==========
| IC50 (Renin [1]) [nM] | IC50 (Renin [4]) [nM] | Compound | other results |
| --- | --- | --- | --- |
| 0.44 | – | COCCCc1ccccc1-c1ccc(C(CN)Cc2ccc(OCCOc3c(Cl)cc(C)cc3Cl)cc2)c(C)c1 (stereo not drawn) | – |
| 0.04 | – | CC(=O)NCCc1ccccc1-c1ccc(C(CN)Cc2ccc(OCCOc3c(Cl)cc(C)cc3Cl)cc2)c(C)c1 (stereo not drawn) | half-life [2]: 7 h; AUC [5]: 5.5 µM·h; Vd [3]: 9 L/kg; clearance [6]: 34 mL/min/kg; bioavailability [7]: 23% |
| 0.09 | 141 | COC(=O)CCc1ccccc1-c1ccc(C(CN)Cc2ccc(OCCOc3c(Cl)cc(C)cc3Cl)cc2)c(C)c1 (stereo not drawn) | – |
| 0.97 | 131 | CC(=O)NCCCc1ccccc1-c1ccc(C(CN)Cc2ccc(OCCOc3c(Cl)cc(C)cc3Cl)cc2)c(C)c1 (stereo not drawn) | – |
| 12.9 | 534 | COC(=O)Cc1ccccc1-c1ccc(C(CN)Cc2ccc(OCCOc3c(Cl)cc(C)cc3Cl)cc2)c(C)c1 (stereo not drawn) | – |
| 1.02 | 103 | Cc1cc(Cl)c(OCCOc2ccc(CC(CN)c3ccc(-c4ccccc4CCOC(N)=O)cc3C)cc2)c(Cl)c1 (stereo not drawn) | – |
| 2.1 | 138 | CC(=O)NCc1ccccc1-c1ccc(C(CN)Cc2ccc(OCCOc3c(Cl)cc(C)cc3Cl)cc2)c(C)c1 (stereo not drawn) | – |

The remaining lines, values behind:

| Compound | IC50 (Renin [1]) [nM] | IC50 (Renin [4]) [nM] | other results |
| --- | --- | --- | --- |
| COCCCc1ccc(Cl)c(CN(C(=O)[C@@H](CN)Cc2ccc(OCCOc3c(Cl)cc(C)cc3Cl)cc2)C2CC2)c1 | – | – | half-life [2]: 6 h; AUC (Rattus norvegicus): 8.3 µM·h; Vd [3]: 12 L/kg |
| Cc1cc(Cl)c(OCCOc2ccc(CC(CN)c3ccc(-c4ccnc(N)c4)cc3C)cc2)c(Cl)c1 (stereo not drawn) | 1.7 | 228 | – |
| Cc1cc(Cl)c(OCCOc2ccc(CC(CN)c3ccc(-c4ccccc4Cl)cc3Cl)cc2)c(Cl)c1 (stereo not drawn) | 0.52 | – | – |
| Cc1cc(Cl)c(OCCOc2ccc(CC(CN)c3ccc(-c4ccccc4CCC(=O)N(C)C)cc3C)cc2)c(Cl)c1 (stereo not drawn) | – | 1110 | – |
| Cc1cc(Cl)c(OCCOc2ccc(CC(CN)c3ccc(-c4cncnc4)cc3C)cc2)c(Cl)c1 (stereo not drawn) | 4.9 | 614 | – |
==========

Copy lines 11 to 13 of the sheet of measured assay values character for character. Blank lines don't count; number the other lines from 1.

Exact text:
| Compound | IC50 (Renin [1]) [nM] | IC50 (Renin [4]) [nM] | other results |
| --- | --- | --- | --- |
| COCCCc1ccc(Cl)c(CN(C(=O)[C@@H](CN)Cc2ccc(OCCOc3c(Cl)cc(C)cc3Cl)cc2)C2CC2)c1 | – | – | half-life [2]: 6 h; AUC (Rattus norvegicus): 8.3 µM·h; Vd [3]: 12 L/kg |